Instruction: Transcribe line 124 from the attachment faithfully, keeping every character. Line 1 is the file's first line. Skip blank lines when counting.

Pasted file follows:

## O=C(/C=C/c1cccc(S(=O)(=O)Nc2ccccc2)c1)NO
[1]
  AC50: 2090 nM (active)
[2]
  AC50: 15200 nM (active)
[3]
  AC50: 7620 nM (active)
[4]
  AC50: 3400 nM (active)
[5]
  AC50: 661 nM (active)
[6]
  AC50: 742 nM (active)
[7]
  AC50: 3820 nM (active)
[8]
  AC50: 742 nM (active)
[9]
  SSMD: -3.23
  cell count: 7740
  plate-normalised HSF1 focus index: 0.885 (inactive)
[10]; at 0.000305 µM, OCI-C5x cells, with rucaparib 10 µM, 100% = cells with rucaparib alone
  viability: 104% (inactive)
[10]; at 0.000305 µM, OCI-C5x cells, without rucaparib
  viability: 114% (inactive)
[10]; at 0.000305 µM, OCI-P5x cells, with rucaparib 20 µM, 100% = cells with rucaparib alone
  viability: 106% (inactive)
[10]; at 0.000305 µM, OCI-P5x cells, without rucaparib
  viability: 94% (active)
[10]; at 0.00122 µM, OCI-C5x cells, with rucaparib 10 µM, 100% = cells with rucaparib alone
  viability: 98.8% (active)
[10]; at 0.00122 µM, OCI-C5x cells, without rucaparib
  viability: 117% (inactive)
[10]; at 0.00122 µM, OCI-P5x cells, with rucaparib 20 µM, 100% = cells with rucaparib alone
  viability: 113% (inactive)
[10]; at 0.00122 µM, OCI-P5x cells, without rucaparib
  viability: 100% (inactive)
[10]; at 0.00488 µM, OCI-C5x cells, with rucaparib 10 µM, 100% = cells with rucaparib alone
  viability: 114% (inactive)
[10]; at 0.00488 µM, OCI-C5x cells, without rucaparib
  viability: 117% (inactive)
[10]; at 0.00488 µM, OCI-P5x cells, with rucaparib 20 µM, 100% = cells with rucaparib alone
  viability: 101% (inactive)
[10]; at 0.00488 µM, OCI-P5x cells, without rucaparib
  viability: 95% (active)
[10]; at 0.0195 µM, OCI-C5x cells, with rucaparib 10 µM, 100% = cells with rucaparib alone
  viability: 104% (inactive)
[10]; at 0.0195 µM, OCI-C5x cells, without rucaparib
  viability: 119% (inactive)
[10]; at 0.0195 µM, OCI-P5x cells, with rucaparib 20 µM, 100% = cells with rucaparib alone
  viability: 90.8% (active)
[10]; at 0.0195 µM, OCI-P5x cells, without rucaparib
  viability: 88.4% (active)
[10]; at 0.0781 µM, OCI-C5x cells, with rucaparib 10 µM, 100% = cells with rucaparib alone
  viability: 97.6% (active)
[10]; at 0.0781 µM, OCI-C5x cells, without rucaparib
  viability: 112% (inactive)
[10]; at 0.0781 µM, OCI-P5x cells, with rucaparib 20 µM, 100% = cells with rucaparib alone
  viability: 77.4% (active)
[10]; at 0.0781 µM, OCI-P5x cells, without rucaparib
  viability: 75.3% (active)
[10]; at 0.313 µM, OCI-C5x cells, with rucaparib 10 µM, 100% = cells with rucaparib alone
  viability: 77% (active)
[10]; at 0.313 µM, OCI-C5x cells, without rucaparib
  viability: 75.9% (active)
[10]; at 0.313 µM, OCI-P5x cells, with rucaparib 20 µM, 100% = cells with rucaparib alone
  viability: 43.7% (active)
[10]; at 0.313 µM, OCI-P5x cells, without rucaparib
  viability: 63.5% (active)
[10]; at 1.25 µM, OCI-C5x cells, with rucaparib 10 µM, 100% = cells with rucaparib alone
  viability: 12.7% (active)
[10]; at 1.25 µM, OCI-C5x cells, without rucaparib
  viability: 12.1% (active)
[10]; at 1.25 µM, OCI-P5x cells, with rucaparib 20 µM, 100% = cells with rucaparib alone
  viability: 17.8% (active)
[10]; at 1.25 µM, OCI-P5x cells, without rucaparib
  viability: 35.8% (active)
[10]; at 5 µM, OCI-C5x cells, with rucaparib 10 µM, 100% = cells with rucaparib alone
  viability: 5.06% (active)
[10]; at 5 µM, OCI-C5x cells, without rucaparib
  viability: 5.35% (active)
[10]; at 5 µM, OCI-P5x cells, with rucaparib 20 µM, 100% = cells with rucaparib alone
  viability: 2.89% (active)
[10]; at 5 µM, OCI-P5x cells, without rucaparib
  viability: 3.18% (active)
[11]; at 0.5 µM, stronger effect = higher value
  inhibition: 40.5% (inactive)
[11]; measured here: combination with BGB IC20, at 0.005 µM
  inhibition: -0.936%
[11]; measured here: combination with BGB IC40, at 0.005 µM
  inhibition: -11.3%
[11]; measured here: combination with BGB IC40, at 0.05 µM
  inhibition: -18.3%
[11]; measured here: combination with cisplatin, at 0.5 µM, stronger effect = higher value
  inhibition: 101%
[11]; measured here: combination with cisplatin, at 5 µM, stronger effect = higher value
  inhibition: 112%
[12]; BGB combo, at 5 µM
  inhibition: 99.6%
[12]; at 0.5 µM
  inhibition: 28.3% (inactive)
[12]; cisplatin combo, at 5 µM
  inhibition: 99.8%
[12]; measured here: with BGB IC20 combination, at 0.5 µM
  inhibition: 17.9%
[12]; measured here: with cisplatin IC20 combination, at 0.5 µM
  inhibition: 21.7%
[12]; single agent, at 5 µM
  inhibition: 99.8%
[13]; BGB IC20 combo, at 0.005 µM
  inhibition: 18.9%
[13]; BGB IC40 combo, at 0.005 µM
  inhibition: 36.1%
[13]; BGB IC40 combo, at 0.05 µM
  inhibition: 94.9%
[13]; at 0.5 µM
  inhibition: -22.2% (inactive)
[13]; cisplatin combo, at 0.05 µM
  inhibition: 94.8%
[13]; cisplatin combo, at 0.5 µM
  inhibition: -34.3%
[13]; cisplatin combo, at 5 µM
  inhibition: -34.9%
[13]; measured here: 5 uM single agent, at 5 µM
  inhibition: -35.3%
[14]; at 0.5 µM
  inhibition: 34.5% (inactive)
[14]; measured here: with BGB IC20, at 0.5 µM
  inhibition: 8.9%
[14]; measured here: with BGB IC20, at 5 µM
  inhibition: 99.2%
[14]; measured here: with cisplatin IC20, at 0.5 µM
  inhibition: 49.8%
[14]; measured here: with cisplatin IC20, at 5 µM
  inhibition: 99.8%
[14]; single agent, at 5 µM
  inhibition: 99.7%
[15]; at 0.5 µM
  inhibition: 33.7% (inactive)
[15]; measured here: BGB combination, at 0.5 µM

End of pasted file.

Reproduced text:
[13]; measured here: 5 uM single agent, at 5 µM